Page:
Rome Tours and walks by foot, car or Segway

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Visit the ancient Rome and the Colosseum

"Never will you see a city greater than Rome."

Ovidio, Carmine Saeculares 17 a. C.


In this itinerary, we take a backward leap in time to discover the place where Romulus founded Rome over 2,700 years ago and around which the city developed. I'll tell you the real legend of the she-wolf who suckled the two twins and then we'll let ourselves be amazed by the huge mass of the Flavio amphitheatre, which over the centuries changed its name to Colosseum. After that, we'll cross the Roman and Imperial Forums to reach the funeral column of the Emperor Trajan, who even cut a hill to assure himself a suitably dignified burial in the city. We'll then go up to the panoramic terrace of the Campidoglio (the Capitol, the seat of Rome's local government), which at sunset offers the most celebrated, breathtaking panorama of Rome. Its intense ochre colours will repay you for the effort of the uphill route, after which we'll end up in the most handled piazza of Italy - shown on the face of the Italian 50 eurocent coin, Piazza del Campidoglio.


For more inquisitive tourists, the same itinerary can be viewed in greater depth by visiting the site from within, i.e. by starting at the Colosseum, going up Palatine Hill and visiting the Roman forum, travelling the Via Sacra (Sacred Road) like victorious Roman emperors did. All this can be done with a ticket costing Ä 16.80 that can be used for a whole two days - but that it's better to book in advance to avoid wasting time in extenuating queues. Here below is the address to make the booking.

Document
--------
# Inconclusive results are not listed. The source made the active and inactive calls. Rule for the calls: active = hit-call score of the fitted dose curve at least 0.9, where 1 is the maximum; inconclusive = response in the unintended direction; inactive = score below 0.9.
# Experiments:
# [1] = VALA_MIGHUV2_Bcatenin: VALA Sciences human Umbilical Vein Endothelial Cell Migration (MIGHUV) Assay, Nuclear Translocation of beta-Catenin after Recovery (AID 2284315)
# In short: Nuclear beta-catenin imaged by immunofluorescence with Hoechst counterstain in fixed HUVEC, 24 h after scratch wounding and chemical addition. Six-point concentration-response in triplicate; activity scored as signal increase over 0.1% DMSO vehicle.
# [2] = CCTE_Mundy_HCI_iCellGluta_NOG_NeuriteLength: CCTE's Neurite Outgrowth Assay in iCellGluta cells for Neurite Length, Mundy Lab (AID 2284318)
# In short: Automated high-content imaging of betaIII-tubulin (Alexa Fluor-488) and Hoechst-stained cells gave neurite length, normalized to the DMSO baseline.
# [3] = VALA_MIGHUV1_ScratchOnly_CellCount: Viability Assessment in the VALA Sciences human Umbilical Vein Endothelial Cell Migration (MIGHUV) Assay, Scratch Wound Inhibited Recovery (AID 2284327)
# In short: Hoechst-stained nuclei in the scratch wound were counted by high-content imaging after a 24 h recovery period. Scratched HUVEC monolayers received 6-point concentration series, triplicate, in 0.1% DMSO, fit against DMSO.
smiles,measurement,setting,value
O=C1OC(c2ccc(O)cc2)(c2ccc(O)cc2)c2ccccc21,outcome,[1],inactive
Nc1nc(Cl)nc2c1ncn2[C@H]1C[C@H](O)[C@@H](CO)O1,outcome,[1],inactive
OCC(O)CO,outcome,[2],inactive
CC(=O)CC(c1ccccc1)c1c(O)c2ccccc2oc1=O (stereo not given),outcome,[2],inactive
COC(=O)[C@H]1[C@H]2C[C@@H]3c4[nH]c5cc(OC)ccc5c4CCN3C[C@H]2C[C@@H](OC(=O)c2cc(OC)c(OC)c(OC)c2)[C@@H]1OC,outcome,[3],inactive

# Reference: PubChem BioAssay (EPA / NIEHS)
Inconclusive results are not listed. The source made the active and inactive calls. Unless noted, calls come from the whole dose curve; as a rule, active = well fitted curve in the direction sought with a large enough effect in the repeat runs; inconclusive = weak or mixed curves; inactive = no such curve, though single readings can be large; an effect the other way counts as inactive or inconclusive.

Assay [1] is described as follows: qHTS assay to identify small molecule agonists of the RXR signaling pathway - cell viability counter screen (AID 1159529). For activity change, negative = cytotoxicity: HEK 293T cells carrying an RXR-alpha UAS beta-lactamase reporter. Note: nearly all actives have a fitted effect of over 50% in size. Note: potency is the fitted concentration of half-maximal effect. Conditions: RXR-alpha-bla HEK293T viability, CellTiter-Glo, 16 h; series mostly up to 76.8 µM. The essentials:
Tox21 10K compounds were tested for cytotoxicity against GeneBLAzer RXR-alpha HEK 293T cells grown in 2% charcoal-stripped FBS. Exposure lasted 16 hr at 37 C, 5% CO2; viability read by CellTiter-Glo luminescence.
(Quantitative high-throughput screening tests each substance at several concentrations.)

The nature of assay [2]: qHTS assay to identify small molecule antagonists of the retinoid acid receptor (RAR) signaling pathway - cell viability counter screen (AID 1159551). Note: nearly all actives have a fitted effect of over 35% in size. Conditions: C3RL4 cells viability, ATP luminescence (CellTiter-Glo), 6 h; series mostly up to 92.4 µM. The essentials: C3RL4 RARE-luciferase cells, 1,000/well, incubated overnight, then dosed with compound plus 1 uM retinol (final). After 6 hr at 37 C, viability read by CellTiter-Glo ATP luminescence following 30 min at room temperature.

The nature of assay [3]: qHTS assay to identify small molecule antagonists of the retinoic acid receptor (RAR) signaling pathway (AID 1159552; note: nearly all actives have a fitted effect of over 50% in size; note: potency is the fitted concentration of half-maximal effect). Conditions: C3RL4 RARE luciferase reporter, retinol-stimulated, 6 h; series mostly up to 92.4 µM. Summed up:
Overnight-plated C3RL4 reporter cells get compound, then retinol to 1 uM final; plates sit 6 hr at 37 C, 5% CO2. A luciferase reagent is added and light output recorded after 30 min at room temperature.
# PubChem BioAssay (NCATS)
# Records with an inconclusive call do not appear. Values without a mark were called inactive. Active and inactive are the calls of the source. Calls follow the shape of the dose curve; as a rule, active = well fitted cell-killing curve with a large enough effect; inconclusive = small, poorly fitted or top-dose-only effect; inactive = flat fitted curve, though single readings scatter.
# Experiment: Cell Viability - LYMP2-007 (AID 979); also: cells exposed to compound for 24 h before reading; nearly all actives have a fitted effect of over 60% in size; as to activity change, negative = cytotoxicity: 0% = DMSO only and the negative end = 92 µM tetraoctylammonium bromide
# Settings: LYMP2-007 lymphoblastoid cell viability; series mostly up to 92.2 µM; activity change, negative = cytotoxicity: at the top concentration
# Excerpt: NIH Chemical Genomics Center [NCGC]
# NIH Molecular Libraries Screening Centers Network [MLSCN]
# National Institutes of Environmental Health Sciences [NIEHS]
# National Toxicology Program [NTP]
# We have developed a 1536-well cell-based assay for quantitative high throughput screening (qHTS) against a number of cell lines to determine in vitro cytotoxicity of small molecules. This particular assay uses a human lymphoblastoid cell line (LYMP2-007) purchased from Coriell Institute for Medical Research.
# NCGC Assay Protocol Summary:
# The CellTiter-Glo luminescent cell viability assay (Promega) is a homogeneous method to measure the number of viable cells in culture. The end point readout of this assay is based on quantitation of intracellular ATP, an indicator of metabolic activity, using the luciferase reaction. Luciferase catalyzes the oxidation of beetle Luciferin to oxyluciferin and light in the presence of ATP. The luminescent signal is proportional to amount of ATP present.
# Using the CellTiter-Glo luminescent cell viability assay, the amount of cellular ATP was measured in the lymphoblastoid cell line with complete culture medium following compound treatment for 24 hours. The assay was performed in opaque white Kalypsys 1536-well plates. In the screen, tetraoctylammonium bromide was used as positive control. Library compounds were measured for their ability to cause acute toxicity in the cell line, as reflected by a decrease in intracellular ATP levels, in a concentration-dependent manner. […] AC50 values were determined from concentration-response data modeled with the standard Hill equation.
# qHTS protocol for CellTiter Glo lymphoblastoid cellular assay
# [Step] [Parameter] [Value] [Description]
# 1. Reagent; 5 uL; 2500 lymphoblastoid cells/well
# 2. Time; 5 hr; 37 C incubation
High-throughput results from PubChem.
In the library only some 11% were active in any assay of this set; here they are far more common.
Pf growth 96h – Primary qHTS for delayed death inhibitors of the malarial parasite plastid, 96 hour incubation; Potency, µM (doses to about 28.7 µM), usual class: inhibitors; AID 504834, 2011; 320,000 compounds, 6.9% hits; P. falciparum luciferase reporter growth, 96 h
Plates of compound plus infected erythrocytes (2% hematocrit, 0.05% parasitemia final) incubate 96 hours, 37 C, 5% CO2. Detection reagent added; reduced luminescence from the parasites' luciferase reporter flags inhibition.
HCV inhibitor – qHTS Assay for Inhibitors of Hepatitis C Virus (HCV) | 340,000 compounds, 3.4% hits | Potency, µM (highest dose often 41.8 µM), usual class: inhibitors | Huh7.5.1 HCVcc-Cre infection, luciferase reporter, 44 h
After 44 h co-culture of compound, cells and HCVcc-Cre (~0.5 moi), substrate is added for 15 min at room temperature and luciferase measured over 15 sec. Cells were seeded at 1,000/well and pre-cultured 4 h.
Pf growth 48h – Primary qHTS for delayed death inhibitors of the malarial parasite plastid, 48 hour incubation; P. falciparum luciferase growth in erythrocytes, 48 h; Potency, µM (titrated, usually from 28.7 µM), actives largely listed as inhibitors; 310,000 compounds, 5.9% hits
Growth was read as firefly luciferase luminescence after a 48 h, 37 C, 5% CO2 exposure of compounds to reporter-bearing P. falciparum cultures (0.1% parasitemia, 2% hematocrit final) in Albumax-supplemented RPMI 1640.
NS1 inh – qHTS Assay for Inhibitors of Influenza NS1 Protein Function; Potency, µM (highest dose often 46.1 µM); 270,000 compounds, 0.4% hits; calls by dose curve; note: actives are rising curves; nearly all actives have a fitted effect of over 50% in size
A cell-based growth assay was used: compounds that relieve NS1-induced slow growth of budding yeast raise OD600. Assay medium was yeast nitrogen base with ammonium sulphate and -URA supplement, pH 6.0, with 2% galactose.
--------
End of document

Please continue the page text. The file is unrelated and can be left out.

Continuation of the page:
The visit lasts 3 hours. It can start either from the Palatine Hill or from the Capitol (Campidoglio) and covers a distance of 1.5 km (just under a mile). It's better to wear comfortable shoes and, in the summertime, a sunhat. If you are more than 6 people, it's advisable to be equipped with earphones to listen to the guide's explanations. Earphones are in any case compulsory for groups of more than 6 people inside churches. If you have other questions to ask me, please


You can bring additional depth to your walk through ancient Rome by visiting the Capitoline Museums which are in fact located in Piazza del Campidoglio. Besides the splendid picture gallery and the state-of-the art Galleria Lapidaria (featuring archaeological inscriptions), you can admire the Capitoline she-wolf, one of the most ancient bronze statues found, the miraculously saved statue of Marcus Aurelius and part of the Tabularium, i.e. the ancient public records office of Rome, from where it is possible to take a closer, admiring look at the entablatures of the Forumís temples.
Or for children, and for adults too, it is possible to make a virtual 3D tour of ancient Rome. For information, visit the site Ö


To make things easier for visitors and to disturb praying churchgoers less, there is a regulation that, in churches, basilicas and chapels, groups of more than 6 people must be equipped with earphones so that guides arenít forced to raise their voices when providing explanations.
I myself, however, find that earphones are in any case practical tools making it possible to optimize use of time and communicate information better. Here below youíll find some sites where you can book them.

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